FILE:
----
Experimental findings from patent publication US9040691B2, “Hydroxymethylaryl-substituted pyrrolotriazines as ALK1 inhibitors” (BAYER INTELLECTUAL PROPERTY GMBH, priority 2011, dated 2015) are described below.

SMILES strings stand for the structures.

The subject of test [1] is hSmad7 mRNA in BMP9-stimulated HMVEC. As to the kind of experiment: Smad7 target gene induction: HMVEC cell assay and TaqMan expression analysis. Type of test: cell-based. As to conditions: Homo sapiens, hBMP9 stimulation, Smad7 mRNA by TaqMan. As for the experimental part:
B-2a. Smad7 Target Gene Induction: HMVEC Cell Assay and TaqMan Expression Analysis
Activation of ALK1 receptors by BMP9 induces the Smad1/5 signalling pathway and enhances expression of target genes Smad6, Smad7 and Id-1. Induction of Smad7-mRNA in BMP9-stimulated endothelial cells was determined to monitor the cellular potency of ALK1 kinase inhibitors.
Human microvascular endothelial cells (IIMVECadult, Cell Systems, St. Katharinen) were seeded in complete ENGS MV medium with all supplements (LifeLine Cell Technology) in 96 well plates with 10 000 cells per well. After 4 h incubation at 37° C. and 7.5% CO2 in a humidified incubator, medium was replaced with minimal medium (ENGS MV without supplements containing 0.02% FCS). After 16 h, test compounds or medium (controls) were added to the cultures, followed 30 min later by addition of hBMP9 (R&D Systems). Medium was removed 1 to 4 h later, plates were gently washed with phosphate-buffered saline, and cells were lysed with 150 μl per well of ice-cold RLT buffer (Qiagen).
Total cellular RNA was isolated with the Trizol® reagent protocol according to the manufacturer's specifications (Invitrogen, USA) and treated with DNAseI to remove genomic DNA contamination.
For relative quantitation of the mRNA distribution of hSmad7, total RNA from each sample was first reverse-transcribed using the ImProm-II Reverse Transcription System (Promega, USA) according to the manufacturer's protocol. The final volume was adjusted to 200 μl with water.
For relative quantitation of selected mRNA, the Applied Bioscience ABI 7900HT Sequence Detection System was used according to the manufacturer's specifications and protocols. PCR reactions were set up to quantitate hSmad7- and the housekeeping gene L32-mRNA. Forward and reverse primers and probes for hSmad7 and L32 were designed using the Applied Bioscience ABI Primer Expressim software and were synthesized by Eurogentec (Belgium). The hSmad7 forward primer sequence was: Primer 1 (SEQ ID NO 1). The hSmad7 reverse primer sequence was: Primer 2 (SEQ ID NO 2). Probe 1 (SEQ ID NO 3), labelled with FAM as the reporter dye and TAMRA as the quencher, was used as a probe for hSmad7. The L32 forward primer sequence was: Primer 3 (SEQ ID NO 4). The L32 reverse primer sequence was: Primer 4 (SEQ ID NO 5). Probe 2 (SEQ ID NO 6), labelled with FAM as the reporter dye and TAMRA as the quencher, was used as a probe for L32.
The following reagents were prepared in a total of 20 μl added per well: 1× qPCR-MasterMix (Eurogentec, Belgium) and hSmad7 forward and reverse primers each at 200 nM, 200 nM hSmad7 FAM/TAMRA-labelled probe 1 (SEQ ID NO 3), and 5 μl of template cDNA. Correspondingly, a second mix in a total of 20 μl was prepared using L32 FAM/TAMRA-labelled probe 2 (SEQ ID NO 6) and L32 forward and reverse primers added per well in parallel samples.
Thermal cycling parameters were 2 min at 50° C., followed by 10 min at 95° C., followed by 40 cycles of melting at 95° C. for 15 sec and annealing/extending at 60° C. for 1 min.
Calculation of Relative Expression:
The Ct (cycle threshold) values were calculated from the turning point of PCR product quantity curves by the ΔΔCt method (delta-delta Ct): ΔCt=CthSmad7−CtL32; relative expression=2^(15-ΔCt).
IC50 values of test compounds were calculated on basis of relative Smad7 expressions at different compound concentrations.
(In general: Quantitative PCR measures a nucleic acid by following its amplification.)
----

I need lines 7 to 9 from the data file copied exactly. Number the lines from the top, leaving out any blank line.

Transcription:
Total cellular RNA was isolated with the Trizol® reagent protocol according to the manufacturer's specifications (Invitrogen, USA) and treated with DNAseI to remove genomic DNA contamination.
For relative quantitation of the mRNA distribution of hSmad7, total RNA from each sample was first reverse-transcribed using the ImProm-II Reverse Transcription System (Promega, USA) according to the manufacturer's protocol. The final volume was adjusted to 200 μl with water.
For relative quantitation of selected mRNA, the Applied Bioscience ABI 7900HT Sequence Detection System was used according to the manufacturer's specifications and protocols. PCR reactions were set up to quantitate hSmad7- and the housekeeping gene L32-mRNA. Forward and reverse primers and probes for hSmad7 and L32 were designed using the Applied Bioscience ABI Primer Expressim software and were synthesized by Eurogentec (Belgium). The hSmad7 forward primer sequence was: Primer 1 (SEQ ID NO 1). The hSmad7 reverse primer sequence was: Primer 2 (SEQ ID NO 2). Probe 1 (SEQ ID NO 3), labelled with FAM as the reporter dye and TAMRA as the quencher, was used as a probe for hSmad7. The L32 forward primer sequence was: Primer 3 (SEQ ID NO 4). The L32 reverse primer sequence was: Primer 4 (SEQ ID NO 5). Probe 2 (SEQ ID NO 6), labelled with FAM as the reporter dye and TAMRA as the quencher, was used as a probe for L32.